Shock horror, the Commons Public Administration Select Committee has stated that the coalition has “poorly managed” it’s much publicised “bonfire of the quangos”.
All the rhetoric now so familiar with many of the err. . policy pronouncements . . . before the election of the coalition parties, has again been shown as nothing more than populist nonsense with little grasp of reality.
On the face of it, the idea of removing unelected bodies spending millions of pounds of taxpayers money at the arms length of government intervention and little parliamentary accountable seems laudable. However, as with many ideas born out of pure populism and policy made on the back of beer mats, the reality is often somewhat different.
It is clear that as soon as the coalition looked closely at the quangos work, rather than finding that they didn’t do any useful job, they found that most actually do important jobs throughout the country and that there is no easy alternative to them, and ironically they give reasonable value for money. What should have happened was a thorough investigation into the running; organisational arrangements and accountability of all quangos to see how these first of all could be improved, and how costs could be reduced or better value for money attained. Instead the coalition panicked realising the complicated nature of the problem and just axed 192 quangos on the basis of ideology and electoral populism without finding out who would perform their role when they were gone and whether the changes would provide any better value for money. Indeed these changes may well cost the taxpayer more money and not provide any better service.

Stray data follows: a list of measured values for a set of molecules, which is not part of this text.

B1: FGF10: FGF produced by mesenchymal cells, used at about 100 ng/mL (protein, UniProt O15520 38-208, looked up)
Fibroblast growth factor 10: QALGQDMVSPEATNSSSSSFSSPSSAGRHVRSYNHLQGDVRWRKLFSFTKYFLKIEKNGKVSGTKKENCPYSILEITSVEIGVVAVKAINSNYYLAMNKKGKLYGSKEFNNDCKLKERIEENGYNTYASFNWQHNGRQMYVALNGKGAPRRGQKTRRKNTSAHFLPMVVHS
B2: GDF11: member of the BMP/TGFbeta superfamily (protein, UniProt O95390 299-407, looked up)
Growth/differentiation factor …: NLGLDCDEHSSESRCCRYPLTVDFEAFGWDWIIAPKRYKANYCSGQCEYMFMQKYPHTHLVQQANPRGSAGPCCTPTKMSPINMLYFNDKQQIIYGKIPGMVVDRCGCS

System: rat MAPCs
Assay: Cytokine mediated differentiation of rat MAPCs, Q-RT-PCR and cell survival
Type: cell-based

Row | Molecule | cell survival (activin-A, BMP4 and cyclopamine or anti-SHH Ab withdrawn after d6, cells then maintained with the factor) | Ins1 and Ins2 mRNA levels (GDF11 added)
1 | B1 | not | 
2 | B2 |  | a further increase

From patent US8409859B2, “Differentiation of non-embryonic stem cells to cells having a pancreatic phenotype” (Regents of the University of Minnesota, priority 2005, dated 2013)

In short, this process was a complete waste of time and probably money. The Parliamentary Committee has confirmed what many of us already knew. Even the Conservative Chairman of the committee, Bernard Jenkin has said
” The whole process was rushed and poorly handled and should have been thought through a lot more. This was a fantastic opportunity to help build the big society and save money at the same time, but it has been botched. . . . . . . I suspect that in the short term the reorganisation will now cost more than it will save. This was put together on the hoof and can be much improved for future reviews.”
Hopefully this will be an example of the exception rather than the norm of coalition decision making over the coming months, however the gap between the rhetoric and promises made before the election compared to after the election is becoming ever wider.